Weekly Project 2012
Comments 4

Week 38 | 2012

Canon 40D, Canon 50mm 1.8 MK1, Coral Gables, Photography

Book & Books ― Canon 40D, Canon 50mm 1.8 MK1

So I contact my friend’s dad yesterday which curiously is nicknamed Leica Man. Let’s rewind right quick. I started with photography back in 1994 and actually it was with Leica Man’s Canon F1. I mean his son was one of my best friends in high school (1986-1991) and I’ve visited his house a million times. Why Leica Man? Well his Leica collection is considered to be the one of the biggest in the United States with all sort of Leica glass and all cameras up to the M6 (he never went digital) including Leica R bodies and glass.

Canon 40D, Canon 50mm 1.8 MK1, Coral Gables, Photography

And I Pray ― Canon 40D, Canon 50mm 1.8 MK1

Fast forward, to yesterday and I give him a call, it turns out he has a photography exposition this evening which he invited me to attend. In conversation, he tells me how he’s now shooting M43 (G2/GH2) due to his age and weight factor of his other gear (Leica/Canon) but his happy and is making large canvas prints and having a good ole time.

Canon 40D, Canon 50mm 1.8 MK1, Coral Gables, Photography

I Do ― Canon 40D, Canon 50mm 1.8 MK1

So you can imagine how I was, a photo nut talking to an elder collector photo nut and reminiscing on gear, styles, and all type of photography topics.  He then tells me his part of a Photo Club down here for the last 30 years where his a judge and tons of folks participate, all this history unbeknownst to me and so so close I couldn’t believe it.  So I decided I would join the Photo Club and see what’s it all about. Like any club in life and I’m sure there will be tons of opinions and tons of feedback. A good friend of mine, Wouter Brandsma asked me what I wanted to get out of it. To be honest, I don’t know yet, I’m just excited to meet like minded folks who love this craft as much as I do.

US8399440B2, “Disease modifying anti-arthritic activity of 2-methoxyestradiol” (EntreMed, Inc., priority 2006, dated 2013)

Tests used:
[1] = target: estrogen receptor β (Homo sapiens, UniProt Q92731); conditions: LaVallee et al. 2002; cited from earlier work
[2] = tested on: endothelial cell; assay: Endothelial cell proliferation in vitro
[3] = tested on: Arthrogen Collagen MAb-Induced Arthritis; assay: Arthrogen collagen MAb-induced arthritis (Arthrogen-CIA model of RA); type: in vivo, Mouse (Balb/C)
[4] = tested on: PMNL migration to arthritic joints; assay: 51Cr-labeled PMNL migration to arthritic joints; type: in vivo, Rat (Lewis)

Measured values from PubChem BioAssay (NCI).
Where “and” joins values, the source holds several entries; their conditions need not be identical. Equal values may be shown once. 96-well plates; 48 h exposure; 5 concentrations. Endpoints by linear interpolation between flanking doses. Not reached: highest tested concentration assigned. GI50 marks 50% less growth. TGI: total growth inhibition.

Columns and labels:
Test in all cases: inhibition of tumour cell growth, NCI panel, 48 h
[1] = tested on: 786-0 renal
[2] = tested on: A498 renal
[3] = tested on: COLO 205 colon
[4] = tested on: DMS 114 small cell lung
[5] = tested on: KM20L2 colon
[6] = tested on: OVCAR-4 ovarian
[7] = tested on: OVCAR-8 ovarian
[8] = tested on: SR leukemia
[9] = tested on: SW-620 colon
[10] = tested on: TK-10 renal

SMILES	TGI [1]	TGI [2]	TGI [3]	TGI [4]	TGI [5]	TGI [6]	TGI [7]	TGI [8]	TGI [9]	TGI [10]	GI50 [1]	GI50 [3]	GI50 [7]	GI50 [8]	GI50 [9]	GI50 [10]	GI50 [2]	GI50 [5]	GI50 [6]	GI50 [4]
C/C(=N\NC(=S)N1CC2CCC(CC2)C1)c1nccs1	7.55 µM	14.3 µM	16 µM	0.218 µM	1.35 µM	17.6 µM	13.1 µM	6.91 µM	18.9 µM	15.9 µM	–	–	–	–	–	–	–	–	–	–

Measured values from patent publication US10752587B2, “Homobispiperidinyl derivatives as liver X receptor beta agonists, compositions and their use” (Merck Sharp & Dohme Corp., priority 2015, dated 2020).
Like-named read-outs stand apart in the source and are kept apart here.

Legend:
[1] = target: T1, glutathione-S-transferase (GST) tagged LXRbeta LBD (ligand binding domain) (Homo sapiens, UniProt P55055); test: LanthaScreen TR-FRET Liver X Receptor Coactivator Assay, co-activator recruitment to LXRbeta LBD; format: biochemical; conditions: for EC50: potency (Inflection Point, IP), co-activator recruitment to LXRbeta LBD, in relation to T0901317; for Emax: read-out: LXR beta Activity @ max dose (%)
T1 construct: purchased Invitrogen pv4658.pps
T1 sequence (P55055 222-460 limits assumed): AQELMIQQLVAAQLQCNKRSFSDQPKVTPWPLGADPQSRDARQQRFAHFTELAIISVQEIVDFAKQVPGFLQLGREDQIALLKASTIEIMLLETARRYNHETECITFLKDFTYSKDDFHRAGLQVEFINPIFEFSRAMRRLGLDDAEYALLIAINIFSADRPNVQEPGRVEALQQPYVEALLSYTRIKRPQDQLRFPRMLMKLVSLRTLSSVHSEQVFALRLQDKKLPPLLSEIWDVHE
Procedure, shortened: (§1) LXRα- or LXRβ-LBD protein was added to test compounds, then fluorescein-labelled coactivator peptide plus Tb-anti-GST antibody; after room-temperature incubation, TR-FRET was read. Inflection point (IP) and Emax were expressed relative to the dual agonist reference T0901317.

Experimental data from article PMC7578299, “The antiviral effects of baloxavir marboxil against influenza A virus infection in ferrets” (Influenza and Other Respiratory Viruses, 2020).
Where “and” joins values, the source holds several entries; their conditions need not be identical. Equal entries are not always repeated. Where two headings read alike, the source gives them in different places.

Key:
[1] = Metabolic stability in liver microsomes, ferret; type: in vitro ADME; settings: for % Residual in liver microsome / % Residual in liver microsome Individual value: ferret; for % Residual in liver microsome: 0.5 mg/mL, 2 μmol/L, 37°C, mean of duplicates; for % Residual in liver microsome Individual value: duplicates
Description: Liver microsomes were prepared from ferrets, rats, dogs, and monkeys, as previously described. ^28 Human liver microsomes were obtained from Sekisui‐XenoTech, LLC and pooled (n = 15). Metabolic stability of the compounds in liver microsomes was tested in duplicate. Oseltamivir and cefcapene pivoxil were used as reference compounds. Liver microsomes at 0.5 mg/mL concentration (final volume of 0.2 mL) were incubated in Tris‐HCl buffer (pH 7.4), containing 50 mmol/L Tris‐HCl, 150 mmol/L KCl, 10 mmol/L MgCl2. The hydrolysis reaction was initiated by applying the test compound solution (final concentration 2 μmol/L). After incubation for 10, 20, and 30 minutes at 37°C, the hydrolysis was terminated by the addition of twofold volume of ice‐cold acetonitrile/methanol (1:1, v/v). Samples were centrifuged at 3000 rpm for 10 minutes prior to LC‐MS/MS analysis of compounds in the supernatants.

Canon 40D, Canon 50mm 1.8 MK1

Zen Lights ― Canon 40D, Canon 50mm 1.8 MK1

Its always nice to have a personal feeling to this hobby. I mean we share online and interact socially but real live feedback can be great as well. One possibility that does interest me is actually making prints of some of work and actually seeing it on a wall and have people look at and see what kind of emotions it strikes but we’ll see how this Photo Club odyssey unravels in the weeks and months to come.

Canon 40D, Canon 50mm 1.8 MK1, Coral Gables

Modern Art ― Canon 40D, Canon 50mm 1.8 MK1


  1. Pingback: Nightly escapades « Wouter Brandsma 荷蘭

  2. I hope it serves you really well. I briefly participated (nearly three years) in a local photoclub with approximately 60 members. At first I had no idea what I wanted to find. I realized enough that my photography took of without the assistance of many others. Was I going to learn something in the club? Was I going to be inspired by the work of like minded people? Would the face to face contacts be an a great additional bonus to the contacts I already had on the internet?

    After nearly three years I am still searching for some answers, but noticed too that I started to become less interested in questioning it. A club creates it’s own pace and works with a program that might suite you or not. And for me, their calender was most of the time of sync with my own photography agenda.

    While I love printing my images, many times it felt like I printed unnecessary. I have numerous prints at home that I printed for a presentation at the club that might never see the daylight again. I printed when I wasn’t mentally prepared to let go the photograph on paper. Emotionally that feels different to me from sharing it online.